NEW JERSEY – At least 11 municipalities called for action during a state Board of Public Utilities hearing over poor performance and customer service by Altice, the French-owned cable conglomerate that operates the Optimum brand.
Among the Ocean County communities represented at the six-hour hearing were Jackson, Toms River, Seaside Heights, Seaside Park and Lavallette. They joined other municipalities such as Howell in Monmouth County and communities in Middlesex and other counties.
The hearing included two representatives from Altice. It was designed to address ratepayers’ concerns. Various municipal officials, town attorneys and citizens said they were looking for concrete actions from Altice to improve the performance of internet service as well as their customer service.
Lawanda Gilbert, the director of the board’s office of television and telecommunications introduced the president of the board, Joseph Fiordaliso who said, “this matter was initiated based on numerous complaints to the board from many Altice/Optimum customers and elected officials throughout the state regarding their quality of service.
“These services are essential for the residents of New Jersey. The Board is very concerned about the level of performance by Altice,” Fiordaliso said. He added the input from the hearing would guide the Board in determining “the appropriate actions to take going forward.”
The complaints included frequent and lengthy service disruptions across all services, inconsistent connections, long telephone wait times, poor customer service and an inability to get a satisfactory response to these issues both before and after the COVID-19 pandemic.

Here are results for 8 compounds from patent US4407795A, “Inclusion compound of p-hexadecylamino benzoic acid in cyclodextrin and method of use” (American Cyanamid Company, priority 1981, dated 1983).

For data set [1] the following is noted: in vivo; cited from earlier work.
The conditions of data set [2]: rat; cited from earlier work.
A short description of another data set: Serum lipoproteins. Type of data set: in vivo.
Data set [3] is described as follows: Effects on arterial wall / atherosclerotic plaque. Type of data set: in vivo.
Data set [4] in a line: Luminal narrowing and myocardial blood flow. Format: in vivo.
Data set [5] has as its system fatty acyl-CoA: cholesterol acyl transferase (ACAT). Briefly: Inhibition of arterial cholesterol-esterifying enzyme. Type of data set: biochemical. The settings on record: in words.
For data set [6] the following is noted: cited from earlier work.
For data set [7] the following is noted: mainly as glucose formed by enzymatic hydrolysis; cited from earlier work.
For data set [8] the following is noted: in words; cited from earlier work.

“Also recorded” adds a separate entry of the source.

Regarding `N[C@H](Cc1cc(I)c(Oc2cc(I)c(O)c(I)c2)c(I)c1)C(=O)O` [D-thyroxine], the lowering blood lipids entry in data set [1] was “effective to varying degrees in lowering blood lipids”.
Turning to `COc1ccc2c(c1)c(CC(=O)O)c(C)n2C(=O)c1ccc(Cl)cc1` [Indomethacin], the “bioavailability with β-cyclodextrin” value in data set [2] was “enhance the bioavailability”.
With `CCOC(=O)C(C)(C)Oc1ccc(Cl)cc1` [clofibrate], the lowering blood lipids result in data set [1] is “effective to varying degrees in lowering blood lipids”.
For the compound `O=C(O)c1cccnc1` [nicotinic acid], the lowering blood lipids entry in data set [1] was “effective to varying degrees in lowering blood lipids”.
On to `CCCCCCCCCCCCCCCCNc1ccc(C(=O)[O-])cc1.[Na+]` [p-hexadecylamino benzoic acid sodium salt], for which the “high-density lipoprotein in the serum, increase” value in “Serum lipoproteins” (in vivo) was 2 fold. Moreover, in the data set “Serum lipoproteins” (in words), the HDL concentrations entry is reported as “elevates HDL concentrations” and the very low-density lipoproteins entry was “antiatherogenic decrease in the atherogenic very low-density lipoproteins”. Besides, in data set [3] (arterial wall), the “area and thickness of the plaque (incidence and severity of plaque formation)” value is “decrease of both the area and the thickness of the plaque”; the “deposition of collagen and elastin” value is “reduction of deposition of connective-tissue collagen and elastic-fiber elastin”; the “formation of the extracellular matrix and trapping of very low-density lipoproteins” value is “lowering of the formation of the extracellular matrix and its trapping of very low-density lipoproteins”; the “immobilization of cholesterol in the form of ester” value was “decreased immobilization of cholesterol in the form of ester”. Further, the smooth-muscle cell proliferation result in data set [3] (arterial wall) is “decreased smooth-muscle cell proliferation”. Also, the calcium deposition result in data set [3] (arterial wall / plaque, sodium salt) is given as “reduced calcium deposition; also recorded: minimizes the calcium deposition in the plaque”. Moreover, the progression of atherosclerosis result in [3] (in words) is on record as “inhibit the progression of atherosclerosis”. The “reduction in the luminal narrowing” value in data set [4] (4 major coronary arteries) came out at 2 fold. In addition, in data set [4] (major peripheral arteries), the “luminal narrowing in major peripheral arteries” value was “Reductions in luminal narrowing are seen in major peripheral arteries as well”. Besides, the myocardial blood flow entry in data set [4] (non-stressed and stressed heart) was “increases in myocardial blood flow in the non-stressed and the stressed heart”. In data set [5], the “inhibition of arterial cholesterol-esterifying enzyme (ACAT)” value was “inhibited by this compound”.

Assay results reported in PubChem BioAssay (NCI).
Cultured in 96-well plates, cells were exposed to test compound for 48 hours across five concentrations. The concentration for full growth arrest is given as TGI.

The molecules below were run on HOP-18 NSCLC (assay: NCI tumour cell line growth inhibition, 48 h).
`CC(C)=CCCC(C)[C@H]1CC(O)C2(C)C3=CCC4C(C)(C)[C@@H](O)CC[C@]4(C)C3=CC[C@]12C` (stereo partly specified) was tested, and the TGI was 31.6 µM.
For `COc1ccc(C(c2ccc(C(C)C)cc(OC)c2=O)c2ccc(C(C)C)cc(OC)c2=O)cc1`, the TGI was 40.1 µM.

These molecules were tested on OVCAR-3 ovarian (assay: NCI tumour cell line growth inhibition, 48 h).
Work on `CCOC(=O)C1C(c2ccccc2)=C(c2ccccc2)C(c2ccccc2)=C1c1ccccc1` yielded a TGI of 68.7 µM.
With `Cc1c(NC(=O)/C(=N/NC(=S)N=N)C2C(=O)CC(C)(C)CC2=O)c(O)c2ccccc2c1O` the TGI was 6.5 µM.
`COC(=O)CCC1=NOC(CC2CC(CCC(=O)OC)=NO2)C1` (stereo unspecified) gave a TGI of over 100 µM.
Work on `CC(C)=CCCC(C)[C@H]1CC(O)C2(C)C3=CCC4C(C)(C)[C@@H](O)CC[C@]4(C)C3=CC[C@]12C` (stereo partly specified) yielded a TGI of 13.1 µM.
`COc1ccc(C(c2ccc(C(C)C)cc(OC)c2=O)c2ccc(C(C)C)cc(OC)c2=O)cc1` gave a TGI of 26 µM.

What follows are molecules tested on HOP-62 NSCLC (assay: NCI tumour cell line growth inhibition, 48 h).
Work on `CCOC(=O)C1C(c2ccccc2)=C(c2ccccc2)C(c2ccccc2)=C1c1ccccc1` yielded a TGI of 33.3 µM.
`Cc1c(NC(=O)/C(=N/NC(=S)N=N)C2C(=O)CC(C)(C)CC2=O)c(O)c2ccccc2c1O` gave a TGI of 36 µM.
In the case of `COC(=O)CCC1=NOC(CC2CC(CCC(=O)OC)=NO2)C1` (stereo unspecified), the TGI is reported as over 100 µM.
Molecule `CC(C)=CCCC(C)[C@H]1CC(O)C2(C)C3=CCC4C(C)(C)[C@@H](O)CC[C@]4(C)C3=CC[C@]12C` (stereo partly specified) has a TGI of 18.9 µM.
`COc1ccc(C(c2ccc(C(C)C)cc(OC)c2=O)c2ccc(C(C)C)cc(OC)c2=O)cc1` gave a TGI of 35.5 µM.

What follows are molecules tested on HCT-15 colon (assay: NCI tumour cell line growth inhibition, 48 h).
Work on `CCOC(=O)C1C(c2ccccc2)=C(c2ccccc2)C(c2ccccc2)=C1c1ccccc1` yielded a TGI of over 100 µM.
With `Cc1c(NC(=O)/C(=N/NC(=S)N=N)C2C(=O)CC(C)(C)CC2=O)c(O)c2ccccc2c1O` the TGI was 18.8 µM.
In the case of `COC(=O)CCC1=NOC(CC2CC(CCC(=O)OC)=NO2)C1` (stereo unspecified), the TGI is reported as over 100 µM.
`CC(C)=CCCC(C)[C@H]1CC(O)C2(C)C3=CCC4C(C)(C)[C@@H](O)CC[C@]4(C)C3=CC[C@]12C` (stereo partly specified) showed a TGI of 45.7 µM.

Altice representatives Marilyn Davis, the senior director of government affairs at Altice USA, and Mike Alexander, senior vice president of the field operations team, were present for the hearing.
Davis said the company has 900,000 residential and business customers in New Jersey in more than 200 municipalities. “Altice is committed to ensuring that all our New Jersey customers receive reliable service. As a result of the pandemic and other events 2020 presented many unique and unprecedented challenges for Altice as it did for other companies and individuals across the nation.”
She said the company added to its investment in the state to meet its commitments. “We recognize that some of our customers experienced frustration with engaging with our customer care organization or due to network performance issues, broadband demand with the sudden shift to remote learning. We regret any frustrations resulting from our services.”
Davis promised to follow up on any customer service issues raised by those who spoke during the hearing who provide their information to the BPU. She also said that the company added personnel to address the numerous customer complaints that were received by phone and tools to interact with the company outside of the phone including online messaging. “These investments have yielded real results.”
Many municipal representatives and customers testified that the service problems they experienced pre-dated the start of the pandemic and despite their complaints to the company spotty service and other problems continued.
Jackson officials filed two complaints to the BPU last year. The first was filed in October and after hearing nothing back from Altice, a second complaint was filed in December. Both complaints called for action plus a partial refund to customers as they had not received the service they should have.
Attorney Gregory McGuckin, who represents Toms River and Jackson townships, said that Jackson has roughly 60,000 residents serviced by Altice. “These service complaints pre-date Covid. This service is not only the result of the pandemic.”
McGuckin said Altice service in Jackson had worsened since 2016, “We will be filing with the board approximately 150 pages of complaints from residents regarding the service of Altice. There must be a full investigation in this matter as to what Altice is doing or not doing in the communities they serve.